Specialists On Call in the ED

From MSNBC, based on the briefing referenced in the previous post:

Many hospitals, including a few in the Dayton area, are finding it difficult to get specialist doctors to respond to emergency room calls.

Some specialist physicians, such as neurosurgeons and plastic surgeons, are resisting being on call for emergency rooms, where many of the patients have less ability to pay the doctors for their services than the patients specialists treat through referrals from primary care doctors.

Losing those kinds of services can leave emergency room patients and hospitals in a lurch. It also has the potential to compromise access to care at emergency rooms and raise health care costs if hospitals pay specialists to respond, according to a new study from the Center for Studying Health System Change, a Washington, D.C.-based nonpartisan policy research organization funded principally by The Robert Wood Johnson Foundation.

Increase in Nonemergency Visits to ED’s

From Modern Physician:

Hospital emergency rooms are being strained by an increase in nonemergency visits, a growing number of patients with serious mental illnesses and a lack of specialists willing to accept on-call duty, according to the Center for Studying Health System Change.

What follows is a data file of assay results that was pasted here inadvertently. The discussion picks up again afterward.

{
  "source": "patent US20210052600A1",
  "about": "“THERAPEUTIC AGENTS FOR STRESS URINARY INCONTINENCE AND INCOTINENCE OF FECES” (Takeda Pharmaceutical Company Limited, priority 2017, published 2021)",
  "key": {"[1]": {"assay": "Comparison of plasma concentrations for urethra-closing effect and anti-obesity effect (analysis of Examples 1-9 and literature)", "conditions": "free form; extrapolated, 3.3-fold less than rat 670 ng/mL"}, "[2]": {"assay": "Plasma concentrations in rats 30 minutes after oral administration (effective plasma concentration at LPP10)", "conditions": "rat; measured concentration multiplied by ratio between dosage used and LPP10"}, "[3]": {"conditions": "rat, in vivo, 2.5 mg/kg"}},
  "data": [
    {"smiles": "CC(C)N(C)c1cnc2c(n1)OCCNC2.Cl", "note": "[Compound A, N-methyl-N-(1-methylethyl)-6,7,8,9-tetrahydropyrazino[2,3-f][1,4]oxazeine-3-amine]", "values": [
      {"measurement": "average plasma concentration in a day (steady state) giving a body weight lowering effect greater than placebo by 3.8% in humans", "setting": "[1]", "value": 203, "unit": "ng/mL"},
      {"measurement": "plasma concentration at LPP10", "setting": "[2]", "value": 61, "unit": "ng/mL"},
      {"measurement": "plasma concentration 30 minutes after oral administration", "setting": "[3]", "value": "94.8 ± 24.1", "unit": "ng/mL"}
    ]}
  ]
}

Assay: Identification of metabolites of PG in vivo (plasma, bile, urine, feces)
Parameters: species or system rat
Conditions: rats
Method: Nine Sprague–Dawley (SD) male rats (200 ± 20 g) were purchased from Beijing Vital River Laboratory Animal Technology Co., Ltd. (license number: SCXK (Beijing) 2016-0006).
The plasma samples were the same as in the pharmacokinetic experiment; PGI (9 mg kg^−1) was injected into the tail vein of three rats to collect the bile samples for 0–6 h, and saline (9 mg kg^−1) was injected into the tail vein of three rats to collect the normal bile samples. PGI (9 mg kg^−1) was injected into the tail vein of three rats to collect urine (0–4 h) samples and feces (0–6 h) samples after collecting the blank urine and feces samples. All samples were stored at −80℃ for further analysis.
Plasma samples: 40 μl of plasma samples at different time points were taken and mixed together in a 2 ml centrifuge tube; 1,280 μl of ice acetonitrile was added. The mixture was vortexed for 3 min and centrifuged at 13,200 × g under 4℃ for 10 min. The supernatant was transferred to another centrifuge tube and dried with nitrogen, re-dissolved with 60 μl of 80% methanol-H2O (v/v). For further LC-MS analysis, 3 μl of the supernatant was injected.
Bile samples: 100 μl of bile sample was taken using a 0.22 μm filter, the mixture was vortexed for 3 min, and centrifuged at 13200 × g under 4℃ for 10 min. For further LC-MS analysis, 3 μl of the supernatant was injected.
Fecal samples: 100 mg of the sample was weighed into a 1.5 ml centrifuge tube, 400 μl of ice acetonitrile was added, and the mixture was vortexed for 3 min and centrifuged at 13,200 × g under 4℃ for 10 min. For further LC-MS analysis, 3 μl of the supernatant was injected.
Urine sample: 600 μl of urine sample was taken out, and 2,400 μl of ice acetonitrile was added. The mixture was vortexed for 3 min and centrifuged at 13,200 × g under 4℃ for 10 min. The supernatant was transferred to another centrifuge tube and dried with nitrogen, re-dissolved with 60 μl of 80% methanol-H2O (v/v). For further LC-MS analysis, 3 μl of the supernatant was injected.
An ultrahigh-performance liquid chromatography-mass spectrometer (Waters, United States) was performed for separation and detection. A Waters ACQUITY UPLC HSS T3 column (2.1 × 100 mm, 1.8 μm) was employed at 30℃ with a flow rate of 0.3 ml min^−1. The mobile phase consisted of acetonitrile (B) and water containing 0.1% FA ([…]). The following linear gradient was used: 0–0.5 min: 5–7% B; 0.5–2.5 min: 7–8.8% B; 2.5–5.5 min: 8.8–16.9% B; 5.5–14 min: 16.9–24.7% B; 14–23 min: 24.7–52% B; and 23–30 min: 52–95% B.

If not addressed, the problems will compromise access to hospital care and contribute to higher healthcare costs, the center said in an issue brief.

Specialists’ reluctance to provide on-call services reflects fear of malpractice litigation, lack of reimbursement for uninsured patients and more opportunities in outpatient facilities and specialty hospitals.

The number of patients using ERs for nonemergency care rose steadily between 1997 and 2003, with the largest growth in the rate of nonemergency visits occurring among Medicare patients, the center said.

Here’s a link to the brief.